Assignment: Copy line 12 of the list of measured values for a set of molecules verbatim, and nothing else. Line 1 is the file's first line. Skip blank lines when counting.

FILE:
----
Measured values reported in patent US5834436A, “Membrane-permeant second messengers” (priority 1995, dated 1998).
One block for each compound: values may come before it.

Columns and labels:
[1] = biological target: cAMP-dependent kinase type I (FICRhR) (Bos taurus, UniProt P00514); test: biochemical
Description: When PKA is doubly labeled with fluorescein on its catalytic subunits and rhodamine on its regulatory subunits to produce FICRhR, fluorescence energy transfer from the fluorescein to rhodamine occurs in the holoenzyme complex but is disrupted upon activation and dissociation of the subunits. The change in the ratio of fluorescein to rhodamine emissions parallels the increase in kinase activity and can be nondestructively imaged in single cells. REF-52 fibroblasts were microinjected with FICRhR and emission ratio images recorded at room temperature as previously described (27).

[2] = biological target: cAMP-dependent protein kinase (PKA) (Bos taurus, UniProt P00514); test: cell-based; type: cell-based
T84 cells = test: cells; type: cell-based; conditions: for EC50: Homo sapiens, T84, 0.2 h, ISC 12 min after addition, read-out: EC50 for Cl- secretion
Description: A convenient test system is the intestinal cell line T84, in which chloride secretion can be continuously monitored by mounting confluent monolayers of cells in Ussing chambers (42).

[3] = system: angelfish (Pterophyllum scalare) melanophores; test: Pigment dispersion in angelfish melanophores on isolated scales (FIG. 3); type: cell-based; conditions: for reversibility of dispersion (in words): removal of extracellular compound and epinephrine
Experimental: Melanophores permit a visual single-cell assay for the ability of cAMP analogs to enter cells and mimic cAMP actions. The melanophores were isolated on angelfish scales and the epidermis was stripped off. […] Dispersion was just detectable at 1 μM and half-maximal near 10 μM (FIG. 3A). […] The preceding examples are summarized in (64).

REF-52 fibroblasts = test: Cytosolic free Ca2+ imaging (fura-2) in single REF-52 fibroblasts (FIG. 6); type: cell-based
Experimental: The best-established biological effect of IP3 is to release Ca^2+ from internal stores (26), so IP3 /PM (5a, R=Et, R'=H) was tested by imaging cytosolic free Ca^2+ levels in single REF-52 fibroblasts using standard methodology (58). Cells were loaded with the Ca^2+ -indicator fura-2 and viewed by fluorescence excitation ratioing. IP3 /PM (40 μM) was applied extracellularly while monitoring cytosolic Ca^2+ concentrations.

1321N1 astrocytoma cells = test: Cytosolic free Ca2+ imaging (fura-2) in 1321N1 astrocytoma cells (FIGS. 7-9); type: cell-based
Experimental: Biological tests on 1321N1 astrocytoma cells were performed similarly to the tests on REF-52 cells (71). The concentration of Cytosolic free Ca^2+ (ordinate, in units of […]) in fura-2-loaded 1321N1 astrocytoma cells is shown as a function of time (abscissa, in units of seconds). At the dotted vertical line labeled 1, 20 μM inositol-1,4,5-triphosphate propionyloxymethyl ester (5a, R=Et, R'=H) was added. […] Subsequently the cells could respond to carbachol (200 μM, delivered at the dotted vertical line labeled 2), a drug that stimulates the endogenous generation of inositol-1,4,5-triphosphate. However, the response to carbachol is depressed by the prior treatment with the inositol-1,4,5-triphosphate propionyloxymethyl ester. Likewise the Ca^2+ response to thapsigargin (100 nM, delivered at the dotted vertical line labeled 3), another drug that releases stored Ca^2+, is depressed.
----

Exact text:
Experimental: The best-established biological effect of IP3 is to release Ca^2+ from internal stores (26), so IP3 /PM (5a, R=Et, R'=H) was tested by imaging cytosolic free Ca^2+ levels in single REF-52 fibroblasts using standard methodology (58). Cells were loaded with the Ca^2+ -indicator fura-2 and viewed by fluorescence excitation ratioing. IP3 /PM (40 μM) was applied extracellularly while monitoring cytosolic Ca^2+ concentrations.